And then there were two.
After six candidates vied for the office of Benton Mayor on Nov. 8, it will be decided in a runoff between Republican S.G. “Junior” Horton, who won 30 percent of the vote, and Democrat Johnnie Brunson, who took home 24 percent.
Horton thanked his supporters and wanted residents to know he’ll be out meeting with them individually between now and the runoff.
“I’m going to ask for their support in the Dec. 10 election. I’ll be knocking on doors and visiting people and continue to meet people and get my goals and vision for the city out there,” said Horton. “I’ll just continue what I’ve been doing for a couple months now — trying to meet more and more people in the community.”
Horton previously told the Bossier Press-Tribune that he wants to continue the town’s street overlay program and wastewater improvements, and develop a master plan for Benton’s water system.
He also wants to attract businesses and capitalize on the town’s famers market. He also has an eye on quality of life with growing the community center and expanding the town’s park, Simpson Street Park, to become a multi-use town venue. Lastly, he wants to form a Citizens Committee that would give residents a voice in a public forum to discuss issues and concerns.
“I’m staying with my goals I had early on and these seem to be important with the citizens as I visit with them. These are the infrastructure of the city, the economic plan to encourage more business to locate in Benton city limits, improvements to the Simpson Street Park and setting up the Citizens Committee.”
“My goal is to keep Benton on strong footing and moving forward. I want to take Benton into the future,” Horton told the Press-Tribune last month.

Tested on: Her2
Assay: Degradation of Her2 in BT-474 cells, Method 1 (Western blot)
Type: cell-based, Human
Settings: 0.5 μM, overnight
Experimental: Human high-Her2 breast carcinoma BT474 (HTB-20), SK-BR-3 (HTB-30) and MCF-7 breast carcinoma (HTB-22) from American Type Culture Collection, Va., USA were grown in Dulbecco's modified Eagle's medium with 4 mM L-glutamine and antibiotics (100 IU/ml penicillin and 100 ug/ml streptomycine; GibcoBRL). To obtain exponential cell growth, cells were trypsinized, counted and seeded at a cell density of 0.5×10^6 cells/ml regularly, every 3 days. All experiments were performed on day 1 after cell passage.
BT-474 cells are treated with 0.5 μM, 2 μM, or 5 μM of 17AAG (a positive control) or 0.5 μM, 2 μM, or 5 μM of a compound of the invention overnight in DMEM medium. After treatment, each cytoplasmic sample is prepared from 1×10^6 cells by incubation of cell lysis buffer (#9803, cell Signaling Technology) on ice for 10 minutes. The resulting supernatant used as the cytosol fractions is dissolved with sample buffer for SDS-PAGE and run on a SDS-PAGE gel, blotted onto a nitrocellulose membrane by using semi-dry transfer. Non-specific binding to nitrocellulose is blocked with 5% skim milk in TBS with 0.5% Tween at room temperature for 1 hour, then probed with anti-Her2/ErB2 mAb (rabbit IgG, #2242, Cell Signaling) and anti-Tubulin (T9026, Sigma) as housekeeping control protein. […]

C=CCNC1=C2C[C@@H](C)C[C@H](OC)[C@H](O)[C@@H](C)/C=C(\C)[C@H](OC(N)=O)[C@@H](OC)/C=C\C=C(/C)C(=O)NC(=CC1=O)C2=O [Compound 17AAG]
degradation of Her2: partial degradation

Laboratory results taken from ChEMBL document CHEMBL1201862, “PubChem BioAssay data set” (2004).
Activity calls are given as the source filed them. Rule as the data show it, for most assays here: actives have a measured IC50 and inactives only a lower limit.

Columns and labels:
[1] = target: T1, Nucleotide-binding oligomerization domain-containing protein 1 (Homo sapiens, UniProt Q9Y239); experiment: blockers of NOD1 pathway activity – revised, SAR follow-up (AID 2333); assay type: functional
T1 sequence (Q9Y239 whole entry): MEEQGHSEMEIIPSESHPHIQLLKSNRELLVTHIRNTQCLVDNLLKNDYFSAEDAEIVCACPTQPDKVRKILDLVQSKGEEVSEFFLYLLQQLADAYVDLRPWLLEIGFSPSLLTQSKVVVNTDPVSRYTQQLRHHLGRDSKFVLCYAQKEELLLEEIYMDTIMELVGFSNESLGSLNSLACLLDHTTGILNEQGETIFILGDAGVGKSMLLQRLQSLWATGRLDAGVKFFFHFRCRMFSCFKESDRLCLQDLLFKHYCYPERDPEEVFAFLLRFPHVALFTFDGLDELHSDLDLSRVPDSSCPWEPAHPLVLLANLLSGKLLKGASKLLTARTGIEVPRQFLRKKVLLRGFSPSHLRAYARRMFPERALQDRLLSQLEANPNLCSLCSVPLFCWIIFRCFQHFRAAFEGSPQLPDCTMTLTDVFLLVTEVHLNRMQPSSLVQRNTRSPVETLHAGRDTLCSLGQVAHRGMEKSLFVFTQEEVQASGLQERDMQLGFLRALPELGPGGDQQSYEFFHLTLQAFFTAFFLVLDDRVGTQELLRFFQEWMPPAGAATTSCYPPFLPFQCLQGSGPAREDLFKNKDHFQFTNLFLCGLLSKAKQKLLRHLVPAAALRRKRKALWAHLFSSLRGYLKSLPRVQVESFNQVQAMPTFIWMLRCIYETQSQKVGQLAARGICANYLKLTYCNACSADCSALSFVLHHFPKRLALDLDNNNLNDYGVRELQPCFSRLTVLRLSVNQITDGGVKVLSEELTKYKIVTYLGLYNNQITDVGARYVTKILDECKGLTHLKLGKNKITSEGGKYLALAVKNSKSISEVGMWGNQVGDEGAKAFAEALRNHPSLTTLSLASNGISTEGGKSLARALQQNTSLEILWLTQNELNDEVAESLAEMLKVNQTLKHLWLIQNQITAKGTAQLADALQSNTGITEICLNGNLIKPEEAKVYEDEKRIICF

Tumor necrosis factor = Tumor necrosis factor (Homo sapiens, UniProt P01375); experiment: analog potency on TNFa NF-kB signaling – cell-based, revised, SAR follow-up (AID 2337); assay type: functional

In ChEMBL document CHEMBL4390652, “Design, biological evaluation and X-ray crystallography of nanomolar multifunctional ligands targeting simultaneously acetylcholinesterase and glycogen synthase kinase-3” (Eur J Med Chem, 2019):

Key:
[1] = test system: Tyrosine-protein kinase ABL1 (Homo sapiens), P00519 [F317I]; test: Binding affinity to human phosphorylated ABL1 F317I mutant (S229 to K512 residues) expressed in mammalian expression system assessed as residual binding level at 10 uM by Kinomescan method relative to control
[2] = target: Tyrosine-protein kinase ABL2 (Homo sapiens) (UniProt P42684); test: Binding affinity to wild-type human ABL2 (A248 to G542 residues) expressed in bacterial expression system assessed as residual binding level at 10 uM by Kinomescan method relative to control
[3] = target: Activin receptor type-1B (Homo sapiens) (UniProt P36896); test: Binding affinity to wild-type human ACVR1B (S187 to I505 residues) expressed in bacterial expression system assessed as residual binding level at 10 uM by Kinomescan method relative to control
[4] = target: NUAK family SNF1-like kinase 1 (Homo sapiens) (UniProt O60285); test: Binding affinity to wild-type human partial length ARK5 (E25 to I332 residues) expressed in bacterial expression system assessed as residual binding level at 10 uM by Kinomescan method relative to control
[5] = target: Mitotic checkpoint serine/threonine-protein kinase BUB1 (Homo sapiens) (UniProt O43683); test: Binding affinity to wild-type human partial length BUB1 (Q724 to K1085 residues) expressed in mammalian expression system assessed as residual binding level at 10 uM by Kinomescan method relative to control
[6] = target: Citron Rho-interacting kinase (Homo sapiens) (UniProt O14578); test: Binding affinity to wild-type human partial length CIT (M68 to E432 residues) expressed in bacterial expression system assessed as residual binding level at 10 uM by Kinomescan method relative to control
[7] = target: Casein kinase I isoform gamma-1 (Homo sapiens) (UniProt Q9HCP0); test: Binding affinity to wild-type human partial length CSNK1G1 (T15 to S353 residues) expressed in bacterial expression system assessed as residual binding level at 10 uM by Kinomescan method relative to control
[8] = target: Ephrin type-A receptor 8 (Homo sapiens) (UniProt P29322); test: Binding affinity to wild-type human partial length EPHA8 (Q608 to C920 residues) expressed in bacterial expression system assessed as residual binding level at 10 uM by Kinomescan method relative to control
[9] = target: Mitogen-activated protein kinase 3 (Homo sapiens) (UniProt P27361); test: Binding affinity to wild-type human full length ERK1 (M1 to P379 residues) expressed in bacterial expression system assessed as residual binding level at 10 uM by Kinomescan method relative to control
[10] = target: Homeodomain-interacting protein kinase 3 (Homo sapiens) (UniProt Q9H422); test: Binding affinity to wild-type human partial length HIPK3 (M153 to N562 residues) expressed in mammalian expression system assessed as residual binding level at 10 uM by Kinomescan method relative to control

Brunson said he was “very pleased” with the people who voted for him in the general election.
“There were some good candidates, it was hard for the people to vote,” Brunson said. “It was a tough decision for a lot of people.”
“I thought we had a good turnout. I’m not sure what this election will do (with turnout), without a (major election to go along with it), so we’ll just wait and see,” he added.
However, Brunson said he’s not resting on his laurels and plans to keep campaigning and running as clean a campaign as possible.
“I’ve enjoyed this campaign because I’ve had the chance to sit down with people I know and talk to them.”
Brunson is running because he’s a “people person” and wants to help the town where possible.
“I know the outside very well — streets, drainage, sewer, and water — and I thought maybe I could help our community out,” Brunson told the Press-Tribune in late October. The advantage I have is that I’ve been in the field and have been in business for 43 years — I own a mobile home park and construction business, Brunson Construction — so I know that side of it. But if the Lord wants me there, he’ll put me there.”